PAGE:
Tag Archives: CFPB

CFPB Has Handled 1 Million Consumer Complaints

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Five years in and a million complaints down. That is the story the CFPB is putting out today — since having been founded in 2011, the Consumer Finance Protection Bureau has handled over one million consumer complaints, a milestone they sailed past earlier this month. Read More ›

Forced Arbitration: A Sneaky Rip-Off

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Update: The CFC submitted a letter in strong support of the proposed rule to the Consumer Financial Protection Bureau on August 22. View it here (pdf). When a bank or other financial institution engages in unfair, deceptive or downright abusive rip-offs, consumers should get their day in … Read More ›

9-In-10 Big Banks Strip Customers Of Their Right To Jury Trial

by Chris Morran, Consumerist

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Researchers at the Pew Charitable Trusts … looked at the customer contracts for checking accounts at 44 of the nation’s largest banks and found that 91% of them include jury trial waivers. Read More ›

New Rules Aim To Protect Widowed Homeowners From Foreclosure

by Andrew Khouri, Los Angeles Times

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The rules, which expand and clarify existing guidance from the agency, were long awaited by consumer groups that are pushing similar regulations in a pending California Senate bill. Read More ›

From Credit Cards To Mail-Order Steaks: 87 Companies That Are Taking Away Your Right To Sue

by Chris Morran, Consumerist

Businessmanhave an ace under his sleeve while meet his client or partner

A recent study by the Consumer Financial Protection Bureau found that even though most Americans have at least one financial product — checking accounts, credit cards, loans, investment accounts — that use forced arbitration clauses to strip the account-holder of their right to sue, very few of us know about these restrictions or understand what they mean. Read More ›

Can You Afford That Payday Loan? Feds Say Lenders Should Ask

by James Rufus Koren, Los Angeles Times

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At the heart of the Consumer Financial Protection Bureau proposal is a requirement that lenders determine that a borrower has the ability to repay. Read More ›

The 3 Myths Banks Are Using To Defend Their ‘Get Out Of Jail Free’ Cards

by Chris Morran, Consumerist

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Very few lawyers will take on a single consumer’s arbitration dispute because it’s not worth their time. Some arbitration clauses also force the customer into arbitrating their case in a specific venue, so you could have to travel all the way across the country for the possibility of minimal rewards. Arbitration also sets no legal precedent, so even if one customer prevails, another customer might fail using the exact same evidence. Read More ›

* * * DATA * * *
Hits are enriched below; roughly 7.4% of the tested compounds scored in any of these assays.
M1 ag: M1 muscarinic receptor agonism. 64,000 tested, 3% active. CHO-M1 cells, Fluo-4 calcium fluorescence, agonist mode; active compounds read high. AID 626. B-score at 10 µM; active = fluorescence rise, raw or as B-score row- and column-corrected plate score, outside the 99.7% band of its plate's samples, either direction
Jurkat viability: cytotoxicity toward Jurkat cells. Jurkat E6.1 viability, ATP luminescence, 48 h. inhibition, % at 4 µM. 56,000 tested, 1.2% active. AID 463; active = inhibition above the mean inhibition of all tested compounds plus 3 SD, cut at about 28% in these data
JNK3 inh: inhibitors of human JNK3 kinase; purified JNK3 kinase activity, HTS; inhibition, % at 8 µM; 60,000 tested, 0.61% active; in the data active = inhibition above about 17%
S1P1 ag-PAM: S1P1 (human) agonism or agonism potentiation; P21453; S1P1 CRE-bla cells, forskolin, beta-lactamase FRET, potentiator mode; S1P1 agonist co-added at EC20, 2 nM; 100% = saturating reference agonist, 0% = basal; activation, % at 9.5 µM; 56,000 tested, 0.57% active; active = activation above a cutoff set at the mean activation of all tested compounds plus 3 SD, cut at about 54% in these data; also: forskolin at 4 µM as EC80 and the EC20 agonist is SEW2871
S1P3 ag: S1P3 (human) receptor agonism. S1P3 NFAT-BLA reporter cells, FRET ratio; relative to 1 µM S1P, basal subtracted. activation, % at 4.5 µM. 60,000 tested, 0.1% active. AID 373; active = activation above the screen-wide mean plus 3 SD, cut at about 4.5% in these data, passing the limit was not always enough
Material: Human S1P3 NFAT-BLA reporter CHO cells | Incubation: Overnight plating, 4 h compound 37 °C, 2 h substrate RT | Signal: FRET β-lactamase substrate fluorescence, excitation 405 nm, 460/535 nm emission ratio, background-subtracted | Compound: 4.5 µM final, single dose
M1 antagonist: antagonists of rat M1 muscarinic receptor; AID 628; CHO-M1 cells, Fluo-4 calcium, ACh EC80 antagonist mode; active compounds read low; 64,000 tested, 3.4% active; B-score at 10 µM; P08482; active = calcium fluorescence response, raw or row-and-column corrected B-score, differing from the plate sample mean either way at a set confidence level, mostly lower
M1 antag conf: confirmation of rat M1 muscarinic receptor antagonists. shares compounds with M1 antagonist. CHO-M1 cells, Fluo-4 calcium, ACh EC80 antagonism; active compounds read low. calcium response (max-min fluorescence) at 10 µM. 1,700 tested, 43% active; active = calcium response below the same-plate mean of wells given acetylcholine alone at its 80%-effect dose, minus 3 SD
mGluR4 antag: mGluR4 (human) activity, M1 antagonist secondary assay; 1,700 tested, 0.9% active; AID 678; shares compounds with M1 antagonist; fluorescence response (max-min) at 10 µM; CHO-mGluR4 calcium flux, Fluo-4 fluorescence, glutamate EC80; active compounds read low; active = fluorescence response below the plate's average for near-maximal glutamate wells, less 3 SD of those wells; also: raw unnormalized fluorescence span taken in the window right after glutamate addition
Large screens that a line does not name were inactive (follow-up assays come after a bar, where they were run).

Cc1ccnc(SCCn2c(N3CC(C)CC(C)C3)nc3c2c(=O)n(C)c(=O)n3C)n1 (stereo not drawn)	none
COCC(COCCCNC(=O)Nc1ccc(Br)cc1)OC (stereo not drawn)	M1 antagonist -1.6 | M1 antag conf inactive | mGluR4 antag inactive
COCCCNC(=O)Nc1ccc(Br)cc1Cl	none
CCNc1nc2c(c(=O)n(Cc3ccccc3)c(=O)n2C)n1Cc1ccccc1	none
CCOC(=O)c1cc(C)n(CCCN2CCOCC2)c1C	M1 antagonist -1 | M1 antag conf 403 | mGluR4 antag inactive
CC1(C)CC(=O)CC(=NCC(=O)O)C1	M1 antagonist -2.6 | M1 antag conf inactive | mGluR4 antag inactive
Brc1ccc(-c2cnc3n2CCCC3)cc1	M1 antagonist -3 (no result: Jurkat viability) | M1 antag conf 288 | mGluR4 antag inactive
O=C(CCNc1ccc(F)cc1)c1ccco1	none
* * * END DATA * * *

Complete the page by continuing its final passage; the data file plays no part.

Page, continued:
Why More Widowed Homeowners Are Struggling To Prevent A Foreclosure

by Andrew Khouri, Los Angeles Times

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The state Senate Judiciary Committee [voted] Tuesday on a bill designed to give surviving spouses, domestic partners and children the same protections borrowers have in the Homeowner Bill of Rights, including the right to sue to stop a foreclosure or for economic damages after one occurs. The bill, SB-1150 … would prevent servicers from moving forward with a foreclosure before requesting “reasonable” documentation of the borrower’s death and the identity of the survivor. Read More ›

Online Payday Lenders Could Be Worse Than Traditional Payday Lenders

by Ashlee Kieler, Consumerist

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Half of online payday loan borrowers incur an average of $185 in bank penalties because at least one debit attempt by lenders creates an overdraft or fails completely. … In addition to simply extracting money from borrowers’ accounts when payments are due, [the online system] allows lenders to attempt multiple debit transactions against borrowers’ accounts when the first attempt fails. Nearly 18% of borrowers experience multiple failed requests on the same day from the same lender. For an already financially strapped borrower, this can lead to hundreds of dollars’ worth of overdraft fees. Read More ›

Online Lenders Drawing More Scrutiny By Regulators

by James Rufus Koren, Los Angeles Times

Money grows on trees

Both the state Department of Business Oversight and the [U.S. Consumer Financial Protection Bureau] have turned their attention to so-called marketplace or peer-to-peer lenders — online firms that offer loans to consumers and small businesses, then sell those loans to investors. There are now dozens of such lenders, which use online applications and speedy underwriting systems to issue loans. … That growth has attracted the attention of consumer advocates, who are concerned about how lenders protect customer data and whether they comply with state and federal lending laws. Read More ›

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